I look like my mother. I look so much like her, in fact, that for a brief moment I thought I was looking down at my own reflection. But the glorious name “Bertha” was scribed atop the portrait, and an equally lovely name was signed across the bottom, “Walter.” How those names fill me with such warmth to say on my lips.
I do believe I’m leaving out an integral part of this story. Matthew and Marilla visited today. They had gone to see a woman I lived with as a child and brought with them a book on the language of flowers. (Expect some pressed blossoms in your near future, I have much I’d like to say to you!) The darling book had once belonged to my parents, and it was there my father sketched a portrait of my mother.
I will be forever astonished at how a girl like me, who had such meager beginnings, could come upon such a wonderful family! Not only Marilla and Matthew, but the kindred spirits I’ve collected along the way. (Of course, your name is written on that list and underlined twice.) Today has taught me an eternal appreciation for love, and I find myself overwhelmed by the intensity of it. I wonder if you know the feeling.
As you’ll recall, I have several follow-up questions, but in exchange for your honest answers, I feel it’s only fair to offer you some explanations of my own. It’s just that I’m unsure where to begin. What do you already know? Hmm…The beginning is as good a place to start as any.
Gilbert, you must understand that love is such a young concept to me. I have only been on the receiving side of love since shortly after arriving at Green Gables, before which, I’d never even observed it with my own eyes. I’ve had being loved by family mastered for quite some time, thanks to Marilla and Matthew, but allowing you to come into my heart was so much different. Trying to translate what I’d read in books and compare it with what I truly felt was much harder than I anticipated.
Oh, it wasn’t the loving part that was hard. Loving you is as easy and breathtaking as stargazing from my new window. But realizing it, letting it happen, allowing myself to believe that a person like you could care for me...that was where the difficulties arose. It wasn’t until everything was still and I was content that you hit me like a roll of thunder. I sat up in my bed and exclaimed, “I’m in love with Gilbert Blythe!” Gave Diana quite the scare.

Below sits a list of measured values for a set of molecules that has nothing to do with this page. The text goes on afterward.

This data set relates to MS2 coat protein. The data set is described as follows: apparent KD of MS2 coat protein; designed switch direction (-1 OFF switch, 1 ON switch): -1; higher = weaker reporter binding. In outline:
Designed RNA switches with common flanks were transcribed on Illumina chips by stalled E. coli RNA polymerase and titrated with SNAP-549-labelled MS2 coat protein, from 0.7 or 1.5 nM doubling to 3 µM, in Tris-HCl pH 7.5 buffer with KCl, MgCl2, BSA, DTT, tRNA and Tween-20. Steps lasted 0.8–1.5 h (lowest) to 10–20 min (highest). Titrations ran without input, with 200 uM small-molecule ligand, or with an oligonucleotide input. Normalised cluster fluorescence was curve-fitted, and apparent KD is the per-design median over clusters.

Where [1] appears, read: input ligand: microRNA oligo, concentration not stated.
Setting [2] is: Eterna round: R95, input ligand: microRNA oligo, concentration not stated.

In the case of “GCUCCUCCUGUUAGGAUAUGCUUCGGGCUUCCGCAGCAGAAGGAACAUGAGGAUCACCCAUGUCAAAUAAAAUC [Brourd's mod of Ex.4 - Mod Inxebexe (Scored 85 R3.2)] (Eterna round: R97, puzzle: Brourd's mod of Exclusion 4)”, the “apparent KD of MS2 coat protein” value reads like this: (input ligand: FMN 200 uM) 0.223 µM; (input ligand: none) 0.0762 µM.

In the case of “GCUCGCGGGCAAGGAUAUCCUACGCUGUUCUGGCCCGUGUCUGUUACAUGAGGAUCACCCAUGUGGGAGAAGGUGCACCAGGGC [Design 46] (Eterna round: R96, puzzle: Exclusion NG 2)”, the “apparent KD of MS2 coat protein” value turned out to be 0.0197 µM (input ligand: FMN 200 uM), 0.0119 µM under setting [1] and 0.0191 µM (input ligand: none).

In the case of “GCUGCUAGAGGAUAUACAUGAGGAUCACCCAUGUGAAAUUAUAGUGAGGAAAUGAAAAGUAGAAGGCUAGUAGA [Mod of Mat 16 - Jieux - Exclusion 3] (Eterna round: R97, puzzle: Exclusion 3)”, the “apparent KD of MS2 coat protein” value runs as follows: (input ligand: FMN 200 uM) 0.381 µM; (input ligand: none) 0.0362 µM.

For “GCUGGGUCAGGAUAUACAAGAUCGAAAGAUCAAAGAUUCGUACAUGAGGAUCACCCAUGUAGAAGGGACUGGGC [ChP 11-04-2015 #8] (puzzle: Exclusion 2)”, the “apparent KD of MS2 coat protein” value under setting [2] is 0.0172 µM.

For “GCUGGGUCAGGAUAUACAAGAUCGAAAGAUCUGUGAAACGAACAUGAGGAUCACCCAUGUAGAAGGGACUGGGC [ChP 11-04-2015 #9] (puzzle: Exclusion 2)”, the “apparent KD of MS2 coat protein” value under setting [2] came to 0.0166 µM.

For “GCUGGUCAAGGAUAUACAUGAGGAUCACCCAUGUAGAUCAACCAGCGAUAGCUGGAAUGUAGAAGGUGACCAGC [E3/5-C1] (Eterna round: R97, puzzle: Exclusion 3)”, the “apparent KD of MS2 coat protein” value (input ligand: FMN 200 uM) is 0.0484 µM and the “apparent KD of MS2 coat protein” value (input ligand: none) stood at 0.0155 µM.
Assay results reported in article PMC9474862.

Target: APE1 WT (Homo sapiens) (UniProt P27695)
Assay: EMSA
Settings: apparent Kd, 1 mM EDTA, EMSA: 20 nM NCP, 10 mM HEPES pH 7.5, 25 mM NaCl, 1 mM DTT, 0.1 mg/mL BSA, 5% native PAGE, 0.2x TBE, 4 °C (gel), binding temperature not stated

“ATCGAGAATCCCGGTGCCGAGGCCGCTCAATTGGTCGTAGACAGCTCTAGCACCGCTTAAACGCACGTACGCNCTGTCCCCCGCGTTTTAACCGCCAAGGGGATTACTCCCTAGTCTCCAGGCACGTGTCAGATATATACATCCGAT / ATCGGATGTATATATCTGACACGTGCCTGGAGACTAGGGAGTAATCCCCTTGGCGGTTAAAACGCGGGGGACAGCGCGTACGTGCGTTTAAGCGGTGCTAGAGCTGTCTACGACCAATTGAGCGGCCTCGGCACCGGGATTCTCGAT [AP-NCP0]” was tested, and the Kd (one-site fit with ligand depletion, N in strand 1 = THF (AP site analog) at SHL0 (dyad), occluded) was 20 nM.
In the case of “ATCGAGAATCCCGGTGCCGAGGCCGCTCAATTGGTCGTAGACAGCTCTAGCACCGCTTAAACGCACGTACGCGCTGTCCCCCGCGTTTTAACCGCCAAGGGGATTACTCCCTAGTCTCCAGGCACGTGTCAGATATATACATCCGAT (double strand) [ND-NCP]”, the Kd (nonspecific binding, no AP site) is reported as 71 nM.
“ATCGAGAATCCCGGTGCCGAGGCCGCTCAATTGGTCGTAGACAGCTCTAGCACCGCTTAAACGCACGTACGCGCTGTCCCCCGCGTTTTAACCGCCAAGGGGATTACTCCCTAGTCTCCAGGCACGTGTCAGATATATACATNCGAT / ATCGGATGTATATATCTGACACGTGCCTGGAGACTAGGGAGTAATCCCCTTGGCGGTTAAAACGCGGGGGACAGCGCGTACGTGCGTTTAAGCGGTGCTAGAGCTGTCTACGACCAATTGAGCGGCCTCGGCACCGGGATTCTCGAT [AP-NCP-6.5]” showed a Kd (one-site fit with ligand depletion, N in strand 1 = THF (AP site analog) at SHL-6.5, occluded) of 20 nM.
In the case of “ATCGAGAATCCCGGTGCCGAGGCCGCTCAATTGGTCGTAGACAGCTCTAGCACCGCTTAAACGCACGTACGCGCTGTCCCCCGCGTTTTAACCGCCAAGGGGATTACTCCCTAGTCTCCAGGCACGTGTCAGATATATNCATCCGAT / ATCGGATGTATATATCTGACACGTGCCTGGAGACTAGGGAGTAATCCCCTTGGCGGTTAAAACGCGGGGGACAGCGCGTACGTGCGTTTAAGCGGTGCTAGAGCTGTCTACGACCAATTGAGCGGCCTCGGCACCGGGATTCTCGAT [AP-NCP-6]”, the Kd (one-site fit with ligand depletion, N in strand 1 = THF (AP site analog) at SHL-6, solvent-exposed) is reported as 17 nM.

I’m sorry it took so long for me to come to my senses. Part of me wonders what would have happened if I’d realized sooner. Nevertheless, I’m exceedingly grateful that you appeared at my doorstep today, as magnificent as ever, to take one last chance.
You’re likely curious about the note I wrote you. To be honest, I cannot explain to you why you never received it. I left it right underneath the water jug on your kitchen table. I wonder where it is now. Thankfully, the contents of the letter were quite short and, in more ways than one, sweet. I’ve inserted a new copy inside this letter so that you can have what you were originally meant to have.
There are more questions I have, but I think I’d rather hear what’s on your mind first. (Not that I can mail this until you write to me first with your return address.) There is one thing I will ask because, though I’m 99% certain I know the answer, I’d like to be entirely certain: are we courting? If you’re waiting to hear what I think on the matter first, I’d like to court you, even if it’s a four year process. Or longer. Truly, Gilbert, all I want is you.
Oh - and how much does train fare cost from PEI to Toronto? I’d like to start saving as soon as possible to come see you.
Alright, my love, I think I have sufficiently taken up an adequate amount of your time. Please know that I’m thinking of you during your first days of college, and I already miss you beyond words.
(PS: Where in the world did you learn to kiss like that? No - don’t tell me, I don’t want to know.)